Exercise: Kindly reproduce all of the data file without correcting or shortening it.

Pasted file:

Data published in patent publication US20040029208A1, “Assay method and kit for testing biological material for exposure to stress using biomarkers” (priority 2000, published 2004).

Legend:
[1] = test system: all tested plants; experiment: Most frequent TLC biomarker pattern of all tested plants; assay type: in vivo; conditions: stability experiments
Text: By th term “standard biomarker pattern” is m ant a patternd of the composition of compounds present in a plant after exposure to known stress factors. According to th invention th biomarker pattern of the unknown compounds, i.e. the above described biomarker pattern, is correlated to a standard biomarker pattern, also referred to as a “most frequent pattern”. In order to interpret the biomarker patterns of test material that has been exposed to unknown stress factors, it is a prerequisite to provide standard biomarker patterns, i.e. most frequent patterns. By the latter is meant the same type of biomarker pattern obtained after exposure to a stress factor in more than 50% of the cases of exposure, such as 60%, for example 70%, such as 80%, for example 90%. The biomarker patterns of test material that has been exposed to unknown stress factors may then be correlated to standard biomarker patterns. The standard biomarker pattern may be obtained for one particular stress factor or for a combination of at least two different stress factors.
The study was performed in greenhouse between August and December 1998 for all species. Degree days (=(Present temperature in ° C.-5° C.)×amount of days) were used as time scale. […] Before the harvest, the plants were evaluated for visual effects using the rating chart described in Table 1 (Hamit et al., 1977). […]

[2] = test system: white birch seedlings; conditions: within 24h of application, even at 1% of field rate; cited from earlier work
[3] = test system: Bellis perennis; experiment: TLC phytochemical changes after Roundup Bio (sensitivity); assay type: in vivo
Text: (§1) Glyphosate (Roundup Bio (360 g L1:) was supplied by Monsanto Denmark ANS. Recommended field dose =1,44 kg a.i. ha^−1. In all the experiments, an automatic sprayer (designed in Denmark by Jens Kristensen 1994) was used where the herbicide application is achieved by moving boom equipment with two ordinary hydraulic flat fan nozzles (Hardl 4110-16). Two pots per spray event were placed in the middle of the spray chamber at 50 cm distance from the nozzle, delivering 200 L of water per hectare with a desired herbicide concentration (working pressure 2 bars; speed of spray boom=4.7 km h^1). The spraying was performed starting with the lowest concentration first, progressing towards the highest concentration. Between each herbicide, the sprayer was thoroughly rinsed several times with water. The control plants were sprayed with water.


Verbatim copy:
Data published in patent publication US20040029208A1, “Assay method and kit for testing biological material for exposure to stress using biomarkers” (priority 2000, published 2004).

Legend:
[1] = test system: all tested plants; experiment: Most frequent TLC biomarker pattern of all tested plants; assay type: in vivo; conditions: stability experiments
Text: By th term “standard biomarker pattern” is m ant a patternd of the composition of compounds present in a plant after exposure to known stress factors. According to th invention th biomarker pattern of the unknown compounds, i.e. the above described biomarker pattern, is correlated to a standard biomarker pattern, also referred to as a “most frequent pattern”. In order to interpret the biomarker patterns of test material that has been exposed to unknown stress factors, it is a prerequisite to provide standard biomarker patterns, i.e. most frequent patterns. By the latter is meant the same type of biomarker pattern obtained after exposure to a stress factor in more than 50% of the cases of exposure, such as 60%, for example 70%, such as 80%, for example 90%. The biomarker patterns of test material that has been exposed to unknown stress factors may then be correlated to standard biomarker patterns. The standard biomarker pattern may be obtained for one particular stress factor or for a combination of at least two different stress factors.
The study was performed in greenhouse between August and December 1998 for all species. Degree days (=(Present temperature in ° C.-5° C.)×amount of days) were used as time scale. […] Before the harvest, the plants were evaluated for visual effects using the rating chart described in Table 1 (Hamit et al., 1977). […]

[2] = test system: white birch seedlings; conditions: within 24h of application, even at 1% of field rate; cited from earlier work
[3] = test system: Bellis perennis; experiment: TLC phytochemical changes after Roundup Bio (sensitivity); assay type: in vivo
Text: (§1) Glyphosate (Roundup Bio (360 g L1:) was supplied by Monsanto Denmark ANS. Recommended field dose =1,44 kg a.i. ha^−1. In all the experiments, an automatic sprayer (designed in Denmark by Jens Kristensen 1994) was used where the herbicide application is achieved by moving boom equipment with two ordinary hydraulic flat fan nozzles (Hardl 4110-16). Two pots per spray event were placed in the middle of the spray chamber at 50 cm distance from the nozzle, delivering 200 L of water per hectare with a desired herbicide concentration (working pressure 2 bars; speed of spray boom=4.7 km h^1). The spraying was performed starting with the lowest concentration first, progressing towards the highest concentration. Between each herbicide, the sprayer was thoroughly rinsed several times with water. The control plants were sprayed with water.